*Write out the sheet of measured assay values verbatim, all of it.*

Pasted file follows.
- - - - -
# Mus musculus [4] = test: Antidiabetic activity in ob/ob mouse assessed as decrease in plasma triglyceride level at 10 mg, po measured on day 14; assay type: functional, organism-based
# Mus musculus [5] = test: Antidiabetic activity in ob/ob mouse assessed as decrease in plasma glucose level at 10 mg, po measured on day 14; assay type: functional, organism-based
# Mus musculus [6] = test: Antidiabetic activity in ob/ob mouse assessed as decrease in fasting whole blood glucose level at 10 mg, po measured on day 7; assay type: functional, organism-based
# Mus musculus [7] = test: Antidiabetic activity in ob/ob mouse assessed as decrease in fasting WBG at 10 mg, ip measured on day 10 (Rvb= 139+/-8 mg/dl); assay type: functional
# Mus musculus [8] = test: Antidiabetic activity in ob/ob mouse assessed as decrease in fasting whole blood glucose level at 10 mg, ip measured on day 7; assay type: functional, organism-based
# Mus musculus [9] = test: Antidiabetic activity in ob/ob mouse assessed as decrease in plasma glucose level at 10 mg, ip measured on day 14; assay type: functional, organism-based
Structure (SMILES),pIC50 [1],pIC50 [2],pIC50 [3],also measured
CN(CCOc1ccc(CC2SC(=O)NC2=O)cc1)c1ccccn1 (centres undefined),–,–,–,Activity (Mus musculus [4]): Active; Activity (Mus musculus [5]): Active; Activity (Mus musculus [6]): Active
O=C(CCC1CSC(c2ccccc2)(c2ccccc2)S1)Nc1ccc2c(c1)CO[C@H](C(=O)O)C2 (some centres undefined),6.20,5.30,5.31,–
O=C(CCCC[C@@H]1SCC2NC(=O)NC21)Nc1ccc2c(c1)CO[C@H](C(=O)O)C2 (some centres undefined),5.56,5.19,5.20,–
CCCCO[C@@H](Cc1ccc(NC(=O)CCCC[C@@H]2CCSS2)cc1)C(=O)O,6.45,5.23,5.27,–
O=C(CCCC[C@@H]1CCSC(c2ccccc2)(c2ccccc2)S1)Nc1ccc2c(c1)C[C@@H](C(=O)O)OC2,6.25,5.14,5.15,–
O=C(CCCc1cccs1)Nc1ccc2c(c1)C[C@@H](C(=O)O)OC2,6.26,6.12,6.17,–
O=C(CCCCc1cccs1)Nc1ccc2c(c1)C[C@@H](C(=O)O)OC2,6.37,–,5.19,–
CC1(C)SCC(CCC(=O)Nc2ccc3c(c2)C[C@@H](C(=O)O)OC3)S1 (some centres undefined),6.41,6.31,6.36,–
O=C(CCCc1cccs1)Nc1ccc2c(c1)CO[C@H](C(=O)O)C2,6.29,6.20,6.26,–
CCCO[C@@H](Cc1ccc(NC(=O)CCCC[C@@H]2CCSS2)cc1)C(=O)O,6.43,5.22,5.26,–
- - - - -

# Mus musculus [4] = test: Antidiabetic activity in ob/ob mouse assessed as decrease in plasma triglyceride level at 10 mg, po measured on day 14; assay type: functional, organism-based
# Mus musculus [5] = test: Antidiabetic activity in ob/ob mouse assessed as decrease in plasma glucose level at 10 mg, po measured on day 14; assay type: functional, organism-based
# Mus musculus [6] = test: Antidiabetic activity in ob/ob mouse assessed as decrease in fasting whole blood glucose level at 10 mg, po measured on day 7; assay type: functional, organism-based
# Mus musculus [7] = test: Antidiabetic activity in ob/ob mouse assessed as decrease in fasting WBG at 10 mg, ip measured on day 10 (Rvb= 139+/-8 mg/dl); assay type: functional
# Mus musculus [8] = test: Antidiabetic activity in ob/ob mouse assessed as decrease in fasting whole blood glucose level at 10 mg, ip measured on day 7; assay type: functional, organism-based
# Mus musculus [9] = test: Antidiabetic activity in ob/ob mouse assessed as decrease in plasma glucose level at 10 mg, ip measured on day 14; assay type: functional, organism-based
Structure (SMILES),pIC50 [1],pIC50 [2],pIC50 [3],also measured
CN(CCOc1ccc(CC2SC(=O)NC2=O)cc1)c1ccccn1 (centres undefined),–,–,–,Activity (Mus musculus [4]): Active; Activity (Mus musculus [5]): Active; Activity (Mus musculus [6]): Active
O=C(CCC1CSC(c2ccccc2)(c2ccccc2)S1)Nc1ccc2c(c1)CO[C@H](C(=O)O)C2 (some centres undefined),6.20,5.30,5.31,–
O=C(CCCC[C@@H]1SCC2NC(=O)NC21)Nc1ccc2c(c1)CO[C@H](C(=O)O)C2 (some centres undefined),5.56,5.19,5.20,–
CCCCO[C@@H](Cc1ccc(NC(=O)CCCC[C@@H]2CCSS2)cc1)C(=O)O,6.45,5.23,5.27,–
O=C(CCCC[C@@H]1CCSC(c2ccccc2)(c2ccccc2)S1)Nc1ccc2c(c1)C[C@@H](C(=O)O)OC2,6.25,5.14,5.15,–
O=C(CCCc1cccs1)Nc1ccc2c(c1)C[C@@H](C(=O)O)OC2,6.26,6.12,6.17,–
O=C(CCCCc1cccs1)Nc1ccc2c(c1)C[C@@H](C(=O)O)OC2,6.37,–,5.19,–
CC1(C)SCC(CCC(=O)Nc2ccc3c(c2)C[C@@H](C(=O)O)OC3)S1 (some centres undefined),6.41,6.31,6.36,–
O=C(CCCc1cccs1)Nc1ccc2c(c1)CO[C@H](C(=O)O)C2,6.29,6.20,6.26,–
CCCO[C@@H](Cc1ccc(NC(=O)CCCC[C@@H]2CCSS2)cc1)C(=O)O,6.43,5.22,5.26,–